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John LiPuma, M.D.

Photo of John LiPuma, M.D.
John LiPuma, M.D.
Professor and Associate Chair for Research, Department of Pediatrics, University of Michigan, Ann Arbor, Michigan
The Lung Microbiota in Cystic Fibrosis

Administered by the NHLBI Division of Cardiovascular Sciences, Vascular Biology and Hypertension Branch
FY 2009 Recovery Act Funding: $499,999


Research Focus: While medicine has made great strides in helping people with cystic fibrosis live longer, patients still become sick and die from chronic infection of their airways and lungs. Researchers suspect that changes in the group of microbes that infect these patients' lungs - known as the lung microbiota - worsen lung disease. University of Michigan pediatrician and epidemiologist John LiPuma, M.D. wants to better understand the lung microbiota, how changes in the microbiota affect patients' health, and how these lead to lung disease in cystic fibrosis.

Grant Close Up: Recovery Act funding from the NHLBI will allow Dr. LiPuma to boost scientific knowledge of the composition and dynamics of the lung microbiota in cystic fibrosis patients. He and his team will analyze an existing collection of sputum samples (phlegm mixed with saliva) taken from several hundred cystic fibrosis patients over the past 10 years. They will note the characteristics of the lung microbiota in each patient - including the number, types, and proportions of microbes over time - and try to correlate changes in the microbiota to changes in the patients' health.

"Comparing microbial community structure in individual patients when they're healthy and when they're sick, and between patients who have similar or different clinical status, will help us associate specific characteristics of the lung microbiota with the progression of lung disease," said Dr. LiPuma.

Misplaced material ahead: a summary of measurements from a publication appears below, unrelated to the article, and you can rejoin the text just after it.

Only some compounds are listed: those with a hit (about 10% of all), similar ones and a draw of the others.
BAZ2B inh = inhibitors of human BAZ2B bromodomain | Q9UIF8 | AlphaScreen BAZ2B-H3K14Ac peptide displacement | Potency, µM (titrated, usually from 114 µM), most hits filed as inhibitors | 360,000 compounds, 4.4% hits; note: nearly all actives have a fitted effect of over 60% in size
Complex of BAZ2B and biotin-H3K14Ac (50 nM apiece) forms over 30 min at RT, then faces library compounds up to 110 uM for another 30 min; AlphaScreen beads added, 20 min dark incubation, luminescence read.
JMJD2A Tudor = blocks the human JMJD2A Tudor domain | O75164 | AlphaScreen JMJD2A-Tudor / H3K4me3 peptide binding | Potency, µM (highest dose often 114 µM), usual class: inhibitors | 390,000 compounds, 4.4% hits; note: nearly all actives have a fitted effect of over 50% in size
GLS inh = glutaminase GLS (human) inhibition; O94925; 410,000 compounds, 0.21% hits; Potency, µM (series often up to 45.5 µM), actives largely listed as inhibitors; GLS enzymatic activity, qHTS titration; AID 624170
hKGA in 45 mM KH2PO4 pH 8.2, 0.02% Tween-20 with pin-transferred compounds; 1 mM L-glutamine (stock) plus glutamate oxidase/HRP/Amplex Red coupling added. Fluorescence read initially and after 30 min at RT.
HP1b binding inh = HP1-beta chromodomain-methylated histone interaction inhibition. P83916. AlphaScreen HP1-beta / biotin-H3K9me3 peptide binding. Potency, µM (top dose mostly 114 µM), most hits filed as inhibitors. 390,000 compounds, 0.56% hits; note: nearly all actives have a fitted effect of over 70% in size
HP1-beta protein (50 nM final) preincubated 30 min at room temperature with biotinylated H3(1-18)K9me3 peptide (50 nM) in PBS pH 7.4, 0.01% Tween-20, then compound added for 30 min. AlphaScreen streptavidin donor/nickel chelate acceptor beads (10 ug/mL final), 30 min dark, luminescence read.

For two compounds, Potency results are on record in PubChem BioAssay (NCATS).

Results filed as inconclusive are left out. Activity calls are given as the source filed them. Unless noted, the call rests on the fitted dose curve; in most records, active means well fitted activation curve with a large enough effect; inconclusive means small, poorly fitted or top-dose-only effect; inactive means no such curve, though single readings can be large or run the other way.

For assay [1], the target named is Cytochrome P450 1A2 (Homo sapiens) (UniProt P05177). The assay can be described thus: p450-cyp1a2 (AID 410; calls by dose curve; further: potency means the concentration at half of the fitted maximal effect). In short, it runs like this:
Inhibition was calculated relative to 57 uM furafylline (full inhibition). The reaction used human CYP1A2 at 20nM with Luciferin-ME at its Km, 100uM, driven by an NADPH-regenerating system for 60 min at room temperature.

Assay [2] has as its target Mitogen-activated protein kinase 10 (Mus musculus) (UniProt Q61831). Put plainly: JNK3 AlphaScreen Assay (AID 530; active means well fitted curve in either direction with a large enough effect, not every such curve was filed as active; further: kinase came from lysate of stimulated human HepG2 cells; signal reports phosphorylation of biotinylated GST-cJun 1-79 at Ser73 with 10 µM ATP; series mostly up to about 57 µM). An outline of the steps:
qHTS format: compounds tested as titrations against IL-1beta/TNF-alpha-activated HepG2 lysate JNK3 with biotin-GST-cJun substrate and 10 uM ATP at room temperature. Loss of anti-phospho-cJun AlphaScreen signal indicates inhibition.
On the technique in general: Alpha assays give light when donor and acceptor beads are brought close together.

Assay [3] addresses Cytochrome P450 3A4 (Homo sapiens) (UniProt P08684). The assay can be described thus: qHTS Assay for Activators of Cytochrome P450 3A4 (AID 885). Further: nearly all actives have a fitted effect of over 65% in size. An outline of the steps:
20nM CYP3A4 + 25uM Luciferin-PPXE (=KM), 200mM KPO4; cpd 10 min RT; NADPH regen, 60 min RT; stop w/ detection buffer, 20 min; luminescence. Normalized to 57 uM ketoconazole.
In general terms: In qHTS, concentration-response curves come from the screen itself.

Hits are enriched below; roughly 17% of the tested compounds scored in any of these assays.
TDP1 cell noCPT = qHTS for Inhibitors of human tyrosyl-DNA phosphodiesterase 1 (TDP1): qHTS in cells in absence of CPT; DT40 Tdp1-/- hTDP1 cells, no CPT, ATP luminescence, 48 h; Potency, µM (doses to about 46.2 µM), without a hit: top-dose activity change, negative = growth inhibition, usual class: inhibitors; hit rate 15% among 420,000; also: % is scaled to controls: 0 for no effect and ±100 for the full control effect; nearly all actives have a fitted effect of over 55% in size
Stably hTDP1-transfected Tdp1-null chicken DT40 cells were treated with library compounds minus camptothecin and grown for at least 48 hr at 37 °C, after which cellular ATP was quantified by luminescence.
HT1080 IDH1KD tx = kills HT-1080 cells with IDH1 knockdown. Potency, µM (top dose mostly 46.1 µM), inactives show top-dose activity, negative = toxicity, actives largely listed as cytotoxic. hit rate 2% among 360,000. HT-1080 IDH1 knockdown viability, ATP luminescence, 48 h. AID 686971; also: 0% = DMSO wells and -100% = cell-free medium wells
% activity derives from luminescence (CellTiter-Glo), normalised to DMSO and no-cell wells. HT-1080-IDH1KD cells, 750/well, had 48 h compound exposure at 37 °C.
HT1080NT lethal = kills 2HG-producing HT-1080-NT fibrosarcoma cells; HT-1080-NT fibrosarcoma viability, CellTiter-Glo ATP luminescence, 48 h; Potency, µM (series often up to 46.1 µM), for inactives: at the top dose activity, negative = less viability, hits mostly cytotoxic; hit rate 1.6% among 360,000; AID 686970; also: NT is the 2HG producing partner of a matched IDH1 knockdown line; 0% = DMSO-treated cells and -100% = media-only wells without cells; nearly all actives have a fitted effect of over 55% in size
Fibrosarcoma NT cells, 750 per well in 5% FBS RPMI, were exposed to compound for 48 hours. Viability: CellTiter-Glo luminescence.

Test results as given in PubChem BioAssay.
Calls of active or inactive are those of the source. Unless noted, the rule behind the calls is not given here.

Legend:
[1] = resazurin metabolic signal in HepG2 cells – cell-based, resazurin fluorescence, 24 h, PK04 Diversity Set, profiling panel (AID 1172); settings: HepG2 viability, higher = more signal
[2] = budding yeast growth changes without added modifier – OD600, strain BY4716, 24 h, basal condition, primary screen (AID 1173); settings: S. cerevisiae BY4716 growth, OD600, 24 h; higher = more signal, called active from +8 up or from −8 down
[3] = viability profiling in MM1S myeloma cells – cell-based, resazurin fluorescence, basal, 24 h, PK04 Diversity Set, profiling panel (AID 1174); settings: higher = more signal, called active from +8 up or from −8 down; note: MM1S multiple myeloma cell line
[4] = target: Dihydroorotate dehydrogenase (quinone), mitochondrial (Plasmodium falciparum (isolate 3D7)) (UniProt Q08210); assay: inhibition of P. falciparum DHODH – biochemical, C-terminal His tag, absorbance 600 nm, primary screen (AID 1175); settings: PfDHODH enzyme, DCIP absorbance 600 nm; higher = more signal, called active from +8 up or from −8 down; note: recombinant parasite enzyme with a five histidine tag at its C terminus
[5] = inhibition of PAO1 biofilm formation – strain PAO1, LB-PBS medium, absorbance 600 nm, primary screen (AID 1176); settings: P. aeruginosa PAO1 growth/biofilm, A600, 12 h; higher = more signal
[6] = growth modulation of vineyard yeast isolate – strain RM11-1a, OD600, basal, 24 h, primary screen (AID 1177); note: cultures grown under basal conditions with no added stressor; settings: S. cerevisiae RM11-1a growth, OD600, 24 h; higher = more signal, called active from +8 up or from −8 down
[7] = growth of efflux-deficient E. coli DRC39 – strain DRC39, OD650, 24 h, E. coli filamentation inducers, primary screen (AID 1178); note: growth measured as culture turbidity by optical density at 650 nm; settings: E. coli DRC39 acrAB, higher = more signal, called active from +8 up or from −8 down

Dr. LiPuma's research could provide important insights into how lung disease arises in cystic fibrosis patients. It may also help speed up the translation of such basic knowledge into better prevention and treatment plans.

He would not have been able to pursue this line of research without the Recovery Act grant.

Economic Impact: In addition to making the project possible, Recovery Act funds allowed the lab to hire a "very talented young research scientist who just completed his Ph.D. studies and who, although new to cystic fibrosis, is exceptionally well trained in microbiomic research," said Dr. LiPuma. The funds also allowed a young research assistant, who would otherwise have been let go, to keep his job.

The funds further allowed the lab to buy the expensive chemicals and equipment needed to carry out their research.

Last but not least, the funds enabled collaboration with other labs at the University of Michigan and beyond that are interested in microbiome research.

"I frequently meet and have conference calls with these colleagues. This is a very intellectually stimulating and exciting part of my work," said Dr. LiPuma. "Interacting with junior investigators is particularly rewarding."

Finding his Path: "I have always been curious about the natural world - and particularly drawn to biology and medicine," said Dr. LiPuma. He knew as a child that he wanted to pursue a career in medicine and biomedical research, but it wasn't until medical school that he realized pediatrics had the most appeal. "I can think of no more fulfilling career than helping to improve the health of children," he said.

Outside the Lab: "As the father of a child with special needs," he said, "I am grateful for the time I spend with my family."

The Dream: "I want to be able to say that I played a significant role in improving the health of children," said Dr. LiPuma of his ultimate goal in medical research. "More specifically, I want to know that my research contributed to overcoming the devastating effects of lung infection on the lives of children with cystic fibrosis."

By Stephanie Dutchen

Last Updated:August 10, 2010



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Recovery Information from Health and Human Services



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